Why Kleisli composition is not in the Monad signature?

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Why Kleisli composition is not in the Monad signature?


Andreas Abel wrote:

> I tell them that monads are for sequencing effects; and the
> sequencing is visible clearly in
>    (>>)  :: IO a -> IO b -> IO b
>    (>>=) :: IO a -> (a -> IO b) -> IO b
> but not in
>    fmap :: (a -> b) -> IO a -> IO b
>    join :: IO (IO a) -> IO a

Indeed! I'd like to point out an old academic paper that was written
exactly on the subject at hand: how Category Theory monads relate to
monads in Haskell. Here is the relevant quotation:

    Monads are typically equated with single-threadedness, and are
    therefore used as a technique for incorporating imperative features
    into a purely functional language. Category theory monads have little
    to do with single-threadedness; it is the sequencing imposed by
    composition that ensures single-threadedness. In a Wadler-ised monad
    this is a consequence of bundling the Kleisli star and flipped compose
    into the bind operator. There is nothing new in this connection. Peter
    Landin in his Algol 60 used functional composition to model
    semi-colon. Semi-colon can be thought of as a state transforming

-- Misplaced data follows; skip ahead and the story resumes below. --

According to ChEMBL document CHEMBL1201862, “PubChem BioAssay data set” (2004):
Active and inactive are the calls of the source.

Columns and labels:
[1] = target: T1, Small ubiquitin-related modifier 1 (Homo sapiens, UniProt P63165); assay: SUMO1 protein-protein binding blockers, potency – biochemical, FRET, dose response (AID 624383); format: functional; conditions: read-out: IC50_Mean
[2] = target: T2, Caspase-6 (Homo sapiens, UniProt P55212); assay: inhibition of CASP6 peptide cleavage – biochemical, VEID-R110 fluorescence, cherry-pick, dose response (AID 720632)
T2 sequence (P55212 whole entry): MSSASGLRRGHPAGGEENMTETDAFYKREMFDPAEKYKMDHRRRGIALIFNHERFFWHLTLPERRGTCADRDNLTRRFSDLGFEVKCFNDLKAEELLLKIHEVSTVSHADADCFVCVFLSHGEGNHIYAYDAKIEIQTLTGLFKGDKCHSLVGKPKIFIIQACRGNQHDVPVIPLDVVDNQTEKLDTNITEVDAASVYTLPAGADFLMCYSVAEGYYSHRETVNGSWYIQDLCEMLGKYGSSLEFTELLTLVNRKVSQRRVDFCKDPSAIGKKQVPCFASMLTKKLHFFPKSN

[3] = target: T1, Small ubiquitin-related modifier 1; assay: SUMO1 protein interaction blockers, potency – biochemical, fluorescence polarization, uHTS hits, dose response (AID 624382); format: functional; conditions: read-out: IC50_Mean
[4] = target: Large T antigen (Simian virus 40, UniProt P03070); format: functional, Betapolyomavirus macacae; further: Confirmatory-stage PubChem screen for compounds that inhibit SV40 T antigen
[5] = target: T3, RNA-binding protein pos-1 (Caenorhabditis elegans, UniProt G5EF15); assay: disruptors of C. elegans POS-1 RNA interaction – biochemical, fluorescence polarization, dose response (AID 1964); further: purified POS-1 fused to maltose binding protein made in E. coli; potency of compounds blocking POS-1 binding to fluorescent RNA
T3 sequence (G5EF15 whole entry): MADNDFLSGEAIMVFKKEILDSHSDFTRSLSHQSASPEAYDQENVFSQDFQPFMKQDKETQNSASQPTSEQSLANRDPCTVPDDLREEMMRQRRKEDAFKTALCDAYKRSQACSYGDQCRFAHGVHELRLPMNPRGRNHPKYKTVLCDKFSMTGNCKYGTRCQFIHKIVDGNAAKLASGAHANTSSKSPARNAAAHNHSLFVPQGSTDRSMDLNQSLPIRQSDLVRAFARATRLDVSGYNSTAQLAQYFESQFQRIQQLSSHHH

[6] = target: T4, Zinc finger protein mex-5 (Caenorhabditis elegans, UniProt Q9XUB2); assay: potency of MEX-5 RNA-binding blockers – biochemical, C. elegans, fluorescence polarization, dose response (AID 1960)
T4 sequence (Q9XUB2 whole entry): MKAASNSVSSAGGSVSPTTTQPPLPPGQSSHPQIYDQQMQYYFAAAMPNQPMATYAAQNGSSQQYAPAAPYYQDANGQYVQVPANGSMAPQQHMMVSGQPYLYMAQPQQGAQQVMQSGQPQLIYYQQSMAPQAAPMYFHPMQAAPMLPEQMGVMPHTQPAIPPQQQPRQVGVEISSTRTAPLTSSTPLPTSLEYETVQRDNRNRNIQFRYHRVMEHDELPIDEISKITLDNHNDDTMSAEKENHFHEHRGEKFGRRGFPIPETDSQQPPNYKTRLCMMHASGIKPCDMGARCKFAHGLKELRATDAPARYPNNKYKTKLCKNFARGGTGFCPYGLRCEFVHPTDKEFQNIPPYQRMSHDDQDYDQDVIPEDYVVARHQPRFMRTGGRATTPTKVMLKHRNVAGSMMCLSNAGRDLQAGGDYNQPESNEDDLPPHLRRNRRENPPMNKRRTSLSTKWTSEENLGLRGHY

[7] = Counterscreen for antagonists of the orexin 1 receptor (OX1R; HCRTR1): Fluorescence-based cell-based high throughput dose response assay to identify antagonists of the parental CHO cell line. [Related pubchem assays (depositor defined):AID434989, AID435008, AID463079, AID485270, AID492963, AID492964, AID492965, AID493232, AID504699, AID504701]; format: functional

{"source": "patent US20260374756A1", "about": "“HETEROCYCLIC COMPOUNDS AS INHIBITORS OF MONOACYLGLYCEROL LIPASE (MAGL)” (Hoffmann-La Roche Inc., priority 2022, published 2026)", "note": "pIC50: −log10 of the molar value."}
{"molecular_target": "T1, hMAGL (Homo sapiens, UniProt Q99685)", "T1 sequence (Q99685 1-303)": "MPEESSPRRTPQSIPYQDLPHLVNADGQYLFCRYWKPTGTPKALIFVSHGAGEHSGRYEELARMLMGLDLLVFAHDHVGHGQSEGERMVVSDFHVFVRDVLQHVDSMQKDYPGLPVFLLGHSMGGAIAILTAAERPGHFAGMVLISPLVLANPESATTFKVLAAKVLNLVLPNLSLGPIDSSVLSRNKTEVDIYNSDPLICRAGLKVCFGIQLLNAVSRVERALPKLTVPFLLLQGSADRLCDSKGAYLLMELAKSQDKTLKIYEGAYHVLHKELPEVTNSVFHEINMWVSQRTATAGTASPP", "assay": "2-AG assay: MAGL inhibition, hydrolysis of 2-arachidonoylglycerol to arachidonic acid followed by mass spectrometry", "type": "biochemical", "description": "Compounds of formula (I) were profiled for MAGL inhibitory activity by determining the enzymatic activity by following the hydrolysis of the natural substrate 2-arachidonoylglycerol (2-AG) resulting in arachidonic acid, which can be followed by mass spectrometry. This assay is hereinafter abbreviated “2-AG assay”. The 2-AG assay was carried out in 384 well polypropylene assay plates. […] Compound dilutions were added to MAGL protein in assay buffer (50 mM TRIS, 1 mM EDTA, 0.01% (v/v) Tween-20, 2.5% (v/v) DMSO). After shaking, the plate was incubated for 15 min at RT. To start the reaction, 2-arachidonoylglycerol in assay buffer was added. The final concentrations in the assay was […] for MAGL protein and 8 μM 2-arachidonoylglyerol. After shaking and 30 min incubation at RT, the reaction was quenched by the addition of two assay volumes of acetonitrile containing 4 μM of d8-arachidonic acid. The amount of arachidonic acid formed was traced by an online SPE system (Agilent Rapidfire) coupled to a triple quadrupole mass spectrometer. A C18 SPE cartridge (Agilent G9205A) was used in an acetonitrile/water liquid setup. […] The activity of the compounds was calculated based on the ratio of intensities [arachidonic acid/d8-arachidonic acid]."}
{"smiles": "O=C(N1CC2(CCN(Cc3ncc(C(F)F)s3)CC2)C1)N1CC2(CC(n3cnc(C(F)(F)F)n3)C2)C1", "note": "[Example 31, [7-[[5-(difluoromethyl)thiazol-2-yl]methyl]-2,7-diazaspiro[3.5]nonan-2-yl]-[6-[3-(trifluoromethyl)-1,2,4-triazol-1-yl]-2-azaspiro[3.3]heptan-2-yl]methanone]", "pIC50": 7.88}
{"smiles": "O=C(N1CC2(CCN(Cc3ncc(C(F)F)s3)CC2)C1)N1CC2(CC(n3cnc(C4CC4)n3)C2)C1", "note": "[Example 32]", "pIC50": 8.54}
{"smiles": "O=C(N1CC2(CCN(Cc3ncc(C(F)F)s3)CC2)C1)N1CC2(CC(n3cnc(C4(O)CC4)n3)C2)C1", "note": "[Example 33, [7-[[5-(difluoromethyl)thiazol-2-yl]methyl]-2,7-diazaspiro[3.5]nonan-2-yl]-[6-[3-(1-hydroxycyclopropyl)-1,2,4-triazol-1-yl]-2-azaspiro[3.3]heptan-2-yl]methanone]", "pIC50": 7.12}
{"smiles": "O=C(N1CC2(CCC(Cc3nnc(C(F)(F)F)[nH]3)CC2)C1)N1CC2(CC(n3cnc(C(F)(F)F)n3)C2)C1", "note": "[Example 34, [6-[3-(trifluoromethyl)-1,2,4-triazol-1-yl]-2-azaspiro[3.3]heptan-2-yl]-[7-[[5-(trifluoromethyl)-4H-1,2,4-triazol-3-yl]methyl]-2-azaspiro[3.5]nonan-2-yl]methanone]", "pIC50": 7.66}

operator that threads the state of the machine throughout a program.
    The work of Peyton-Jones and Wadler has turned full circle back to
    Landin's earlier work as their use of Moggi's sequencing monad enables
    real side-effects to be incorporated into monad operations such as

Quoted from: Sec 3: An historical aside
Jonathan M. D. Hill and Keith Clarke:
An Introduction to Category Theory, Category Theory Monads,
and Their Relationship to Functional Programming. 1994.

I'd like to stress: the single-threadedness, the trick that lets us
embed imperative language into a pure one, has *little to do* with
category-theoretic monads with their Klesli star.

The web page
describes the work of Landin in detail, contrasting Landin's and
Peyton-Jones' papers.

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